It is one of the funniest and best written series I have ever watched. Don't let the hijinks-y trailer fool you into thinking it's just broad stupid comedy. It's not. It's layered with drama, strife, pain, resilience, and a lot of heart. Ted Lasso is an American football coach who is recruited to England to coach a soccer team, a sport he knows very little about. Jason Sudeikis plays Ted, the doomed coach, who is probably the most optimistic, cheerful, hopeful, and generous man who ever walked the earth. No matter what awfulness is thrown at him, he has an upbeat, strong, flexible, and thoughtful response to it. Despite his Midwestern corniness, we gradually begin to realize he's not the country bumpkin he appears to be. He's smarter than all of us. And a better human being. He epitomizes the proverb that you can catch more flies with honey than with vinegar, and his honey is 100% real. You'll end every episode thinking, "Hey, maybe I should start using that approach a little more often in my life." And no way you have to like sports to love this series. It's hysterical, soothing, philosophical, and a great escape to a place you need to visit.
Another wonderful but layered comedy is about a legendary female Vegas stand-up comic who has had her own casino show for years, lives a lavish lifestyle in gaudy Vegas-style, but is suffering the battle of age, time, and her bosses' desire to start attracting a younger audience. In other words, she's getting squeezed out. Enter a twenty-five-year-old female television writer from Los Angeles who is very talented but has shot herself in the foot more than once because she can't keep that same pesky foot out of her mouth with politically incorrect tweets and such. Suddenly unable to get [work] in Hollywood and desperate to pay her mortgage, the young writer caves to her agent's pleas and travels to Vegas to meet up with the comedy diva to see if she can possibly help modernize her jokes. (Bear in mind, the comedy diva is NOT expecting this young scribe.) The two of them are instantly like oil and water and horrified by each other. But as time goes by, they both begrudgingly admit they can benefit from each other. Jean Smart plays the Vegas comedy diva and is brilliant. Hannah Einbinder plays the frumpy, depressed, recently jilted writer who couldn't be more opposite of Smart's character in appearance, attitude, and work ethic. Mayhem and conflict ensue. But so does growth and understanding and acceptance. Maybe I love this show because I'm a writer. But I don't care who you are, these two funny women will chew you up, spit you out, and make you like it. I give it five spinning cherries.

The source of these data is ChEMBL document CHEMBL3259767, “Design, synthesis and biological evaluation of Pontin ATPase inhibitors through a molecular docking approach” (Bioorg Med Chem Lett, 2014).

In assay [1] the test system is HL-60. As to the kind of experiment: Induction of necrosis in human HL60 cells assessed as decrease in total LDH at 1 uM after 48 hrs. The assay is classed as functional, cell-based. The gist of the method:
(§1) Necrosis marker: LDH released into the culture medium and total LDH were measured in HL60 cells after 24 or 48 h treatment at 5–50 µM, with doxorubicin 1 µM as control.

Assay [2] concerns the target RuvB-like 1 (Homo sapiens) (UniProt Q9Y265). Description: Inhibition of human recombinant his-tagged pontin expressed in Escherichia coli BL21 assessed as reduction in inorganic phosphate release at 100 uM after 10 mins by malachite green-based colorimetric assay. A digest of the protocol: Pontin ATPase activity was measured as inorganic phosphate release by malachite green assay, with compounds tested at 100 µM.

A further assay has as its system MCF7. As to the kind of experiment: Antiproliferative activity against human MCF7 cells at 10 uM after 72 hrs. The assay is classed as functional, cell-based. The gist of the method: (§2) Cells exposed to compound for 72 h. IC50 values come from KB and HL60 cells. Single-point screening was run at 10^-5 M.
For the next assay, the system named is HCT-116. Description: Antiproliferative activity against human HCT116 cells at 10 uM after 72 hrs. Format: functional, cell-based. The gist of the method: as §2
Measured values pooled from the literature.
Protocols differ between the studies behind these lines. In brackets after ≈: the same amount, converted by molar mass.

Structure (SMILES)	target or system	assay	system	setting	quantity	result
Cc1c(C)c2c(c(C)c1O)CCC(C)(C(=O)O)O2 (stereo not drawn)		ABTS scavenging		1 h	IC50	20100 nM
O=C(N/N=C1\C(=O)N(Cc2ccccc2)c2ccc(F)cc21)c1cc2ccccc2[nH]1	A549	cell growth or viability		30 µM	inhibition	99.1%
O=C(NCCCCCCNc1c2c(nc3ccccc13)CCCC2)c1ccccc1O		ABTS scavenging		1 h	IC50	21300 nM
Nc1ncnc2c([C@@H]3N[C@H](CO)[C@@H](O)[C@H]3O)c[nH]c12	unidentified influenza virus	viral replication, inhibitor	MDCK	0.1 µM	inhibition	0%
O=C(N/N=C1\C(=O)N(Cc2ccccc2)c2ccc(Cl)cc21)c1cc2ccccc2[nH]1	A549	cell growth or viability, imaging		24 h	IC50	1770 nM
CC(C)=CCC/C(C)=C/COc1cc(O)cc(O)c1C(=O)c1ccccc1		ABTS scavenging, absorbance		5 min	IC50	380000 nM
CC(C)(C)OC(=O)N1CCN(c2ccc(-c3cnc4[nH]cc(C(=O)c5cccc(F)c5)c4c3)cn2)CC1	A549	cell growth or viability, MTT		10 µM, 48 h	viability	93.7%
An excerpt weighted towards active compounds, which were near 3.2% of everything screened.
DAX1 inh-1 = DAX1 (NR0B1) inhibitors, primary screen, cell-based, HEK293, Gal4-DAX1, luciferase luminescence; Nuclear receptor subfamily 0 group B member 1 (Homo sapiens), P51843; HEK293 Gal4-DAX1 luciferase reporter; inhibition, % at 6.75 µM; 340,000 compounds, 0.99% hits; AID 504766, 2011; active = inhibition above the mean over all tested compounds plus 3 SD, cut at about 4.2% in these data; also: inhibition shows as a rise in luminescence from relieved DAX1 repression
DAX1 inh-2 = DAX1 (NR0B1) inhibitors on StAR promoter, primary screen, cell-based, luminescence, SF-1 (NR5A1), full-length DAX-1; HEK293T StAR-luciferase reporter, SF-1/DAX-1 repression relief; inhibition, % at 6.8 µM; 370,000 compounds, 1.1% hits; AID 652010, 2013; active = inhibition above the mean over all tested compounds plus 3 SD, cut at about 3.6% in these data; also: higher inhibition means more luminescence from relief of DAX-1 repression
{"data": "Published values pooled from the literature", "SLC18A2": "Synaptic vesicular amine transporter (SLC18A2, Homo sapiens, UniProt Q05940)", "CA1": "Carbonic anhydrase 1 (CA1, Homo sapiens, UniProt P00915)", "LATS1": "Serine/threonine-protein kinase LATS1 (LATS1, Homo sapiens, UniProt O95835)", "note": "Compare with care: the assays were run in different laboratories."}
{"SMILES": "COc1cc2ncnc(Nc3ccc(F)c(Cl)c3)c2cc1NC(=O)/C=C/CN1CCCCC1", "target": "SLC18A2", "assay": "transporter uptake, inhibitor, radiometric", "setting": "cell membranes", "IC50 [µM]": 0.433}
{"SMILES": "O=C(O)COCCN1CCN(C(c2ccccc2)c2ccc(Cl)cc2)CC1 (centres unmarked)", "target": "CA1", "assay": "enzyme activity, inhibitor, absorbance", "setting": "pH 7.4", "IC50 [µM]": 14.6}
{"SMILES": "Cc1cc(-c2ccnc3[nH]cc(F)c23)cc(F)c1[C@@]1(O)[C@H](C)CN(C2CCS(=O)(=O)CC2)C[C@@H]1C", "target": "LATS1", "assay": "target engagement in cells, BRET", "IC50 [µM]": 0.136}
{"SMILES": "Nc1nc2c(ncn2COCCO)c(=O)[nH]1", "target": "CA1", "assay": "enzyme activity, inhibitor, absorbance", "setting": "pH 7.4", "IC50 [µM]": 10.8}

Call My Agent
Six seasons total, on Netflix. It mainly takes place in a prominent talent agency right in the heart of Paris. It's as if you picked up William Morris Agency or CAA in Hollywood and just dumped it there. All the same agency shenanigans, all the same cutthroat rat-race movie industry insanities. The cast is superb. You'll start out thinking they are a bunch of despicable people whom you will soon detest, but, before you know it, even the most ruthless of them will steal your heart and make you cheer for them. . . . They are disgustingly loyal, excruciatingly interesting, and, dang it, downright human after all. This series is very well done and doesn't fizzle in the finale. I promise, you'll kind of wish you worked there.